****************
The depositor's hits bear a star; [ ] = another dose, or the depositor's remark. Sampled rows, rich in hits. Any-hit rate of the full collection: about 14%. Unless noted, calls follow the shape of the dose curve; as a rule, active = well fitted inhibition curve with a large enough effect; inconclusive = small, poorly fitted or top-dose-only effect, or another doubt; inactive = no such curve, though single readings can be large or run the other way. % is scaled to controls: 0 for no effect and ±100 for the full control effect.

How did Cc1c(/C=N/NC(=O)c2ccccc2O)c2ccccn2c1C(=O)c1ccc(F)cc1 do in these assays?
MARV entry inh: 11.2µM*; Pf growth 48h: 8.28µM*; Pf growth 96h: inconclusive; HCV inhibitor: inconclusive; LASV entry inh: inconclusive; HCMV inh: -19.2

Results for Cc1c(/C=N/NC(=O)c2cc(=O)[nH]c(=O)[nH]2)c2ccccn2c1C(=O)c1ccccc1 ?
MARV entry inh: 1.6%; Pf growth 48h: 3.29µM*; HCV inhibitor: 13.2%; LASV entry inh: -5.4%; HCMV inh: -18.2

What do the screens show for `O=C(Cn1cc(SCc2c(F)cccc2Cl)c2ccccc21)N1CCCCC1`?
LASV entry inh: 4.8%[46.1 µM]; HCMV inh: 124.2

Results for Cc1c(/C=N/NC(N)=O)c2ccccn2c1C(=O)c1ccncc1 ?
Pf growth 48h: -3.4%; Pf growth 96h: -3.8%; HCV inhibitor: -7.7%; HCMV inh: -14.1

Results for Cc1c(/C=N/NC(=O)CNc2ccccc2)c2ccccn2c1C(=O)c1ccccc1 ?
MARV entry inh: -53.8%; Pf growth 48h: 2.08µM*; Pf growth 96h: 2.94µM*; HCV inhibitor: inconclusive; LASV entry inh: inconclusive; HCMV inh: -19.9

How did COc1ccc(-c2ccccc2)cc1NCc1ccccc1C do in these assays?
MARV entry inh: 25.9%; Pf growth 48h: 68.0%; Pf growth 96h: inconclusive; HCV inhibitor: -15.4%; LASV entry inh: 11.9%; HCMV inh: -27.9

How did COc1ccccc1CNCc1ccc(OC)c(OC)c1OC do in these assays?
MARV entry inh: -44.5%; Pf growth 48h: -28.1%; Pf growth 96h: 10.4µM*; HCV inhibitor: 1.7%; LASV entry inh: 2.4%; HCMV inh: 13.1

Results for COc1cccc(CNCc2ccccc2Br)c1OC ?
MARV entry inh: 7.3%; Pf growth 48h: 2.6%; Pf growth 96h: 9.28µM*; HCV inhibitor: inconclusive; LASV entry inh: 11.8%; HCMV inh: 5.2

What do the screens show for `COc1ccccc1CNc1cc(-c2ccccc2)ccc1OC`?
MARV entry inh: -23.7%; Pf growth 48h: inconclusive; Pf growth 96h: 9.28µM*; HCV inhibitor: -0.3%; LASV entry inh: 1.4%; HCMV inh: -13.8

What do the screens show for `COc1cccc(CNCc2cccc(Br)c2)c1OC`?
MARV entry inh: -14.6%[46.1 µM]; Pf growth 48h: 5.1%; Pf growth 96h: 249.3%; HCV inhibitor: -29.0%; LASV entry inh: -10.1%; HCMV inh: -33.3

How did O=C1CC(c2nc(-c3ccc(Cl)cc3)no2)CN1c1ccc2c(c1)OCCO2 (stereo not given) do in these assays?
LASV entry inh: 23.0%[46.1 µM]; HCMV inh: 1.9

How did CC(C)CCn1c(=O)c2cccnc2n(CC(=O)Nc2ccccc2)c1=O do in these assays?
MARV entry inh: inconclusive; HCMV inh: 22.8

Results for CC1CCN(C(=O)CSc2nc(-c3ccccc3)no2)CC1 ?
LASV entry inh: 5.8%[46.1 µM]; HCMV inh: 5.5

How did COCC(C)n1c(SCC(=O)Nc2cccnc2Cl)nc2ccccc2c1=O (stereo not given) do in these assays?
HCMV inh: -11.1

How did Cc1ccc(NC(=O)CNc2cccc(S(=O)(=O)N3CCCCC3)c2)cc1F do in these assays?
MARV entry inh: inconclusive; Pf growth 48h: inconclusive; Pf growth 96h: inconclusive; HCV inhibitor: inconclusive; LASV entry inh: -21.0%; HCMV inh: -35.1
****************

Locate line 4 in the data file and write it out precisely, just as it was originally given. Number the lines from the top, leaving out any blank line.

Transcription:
Results for Cc1c(/C=N/NC(=O)c2cc(=O)[nH]c(=O)[nH]2)c2ccccn2c1C(=O)c1ccccc1 ?